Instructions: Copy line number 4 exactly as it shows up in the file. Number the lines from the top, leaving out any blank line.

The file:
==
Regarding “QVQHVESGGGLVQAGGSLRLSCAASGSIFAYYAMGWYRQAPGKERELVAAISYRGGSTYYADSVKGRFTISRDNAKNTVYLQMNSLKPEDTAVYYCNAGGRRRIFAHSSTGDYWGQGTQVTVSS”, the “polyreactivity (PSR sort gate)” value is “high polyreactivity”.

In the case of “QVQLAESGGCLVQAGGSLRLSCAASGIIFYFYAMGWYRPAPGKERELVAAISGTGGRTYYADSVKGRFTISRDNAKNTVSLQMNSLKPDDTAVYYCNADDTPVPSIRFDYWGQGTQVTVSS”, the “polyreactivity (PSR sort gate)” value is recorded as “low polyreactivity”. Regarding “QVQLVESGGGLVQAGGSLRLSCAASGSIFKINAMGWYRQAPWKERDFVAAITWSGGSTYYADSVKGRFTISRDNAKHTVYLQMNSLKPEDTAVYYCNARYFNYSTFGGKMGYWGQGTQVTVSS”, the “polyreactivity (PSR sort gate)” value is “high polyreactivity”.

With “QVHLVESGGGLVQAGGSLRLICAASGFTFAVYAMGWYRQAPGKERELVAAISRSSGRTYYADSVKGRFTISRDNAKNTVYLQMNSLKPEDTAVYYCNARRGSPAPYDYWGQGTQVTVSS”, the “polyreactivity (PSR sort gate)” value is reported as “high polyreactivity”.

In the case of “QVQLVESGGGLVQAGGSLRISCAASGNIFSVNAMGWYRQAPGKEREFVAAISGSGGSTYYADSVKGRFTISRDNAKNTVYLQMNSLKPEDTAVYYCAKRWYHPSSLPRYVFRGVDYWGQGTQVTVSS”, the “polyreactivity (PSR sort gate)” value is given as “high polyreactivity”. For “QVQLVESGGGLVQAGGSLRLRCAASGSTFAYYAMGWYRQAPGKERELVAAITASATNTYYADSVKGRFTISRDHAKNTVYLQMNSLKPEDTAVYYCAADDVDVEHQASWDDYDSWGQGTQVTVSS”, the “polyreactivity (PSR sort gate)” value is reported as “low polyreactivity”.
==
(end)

In the case of “QVQLVESGGGLVQAGGSLRISCAASGNIFSVNAMGWYRQAPGKEREFVAAISGSGGSTYYADSVKGRFTISRDNAKNTVYLQMNSLKPEDTAVYYCAKRWYHPSSLPRYVFRGVDYWGQGTQVTVSS”, the “polyreactivity (PSR sort gate)” value is given as “high polyreactivity”. For “QVQLVESGGGLVQAGGSLRLRCAASGSTFAYYAMGWYRQAPGKERELVAAITASATNTYYADSVKGRFTISRDHAKNTVYLQMNSLKPEDTAVYYCAADDVDVEHQASWDDYDSWGQGTQVTVSS”, the “polyreactivity (PSR sort gate)” value is reported as “low polyreactivity”.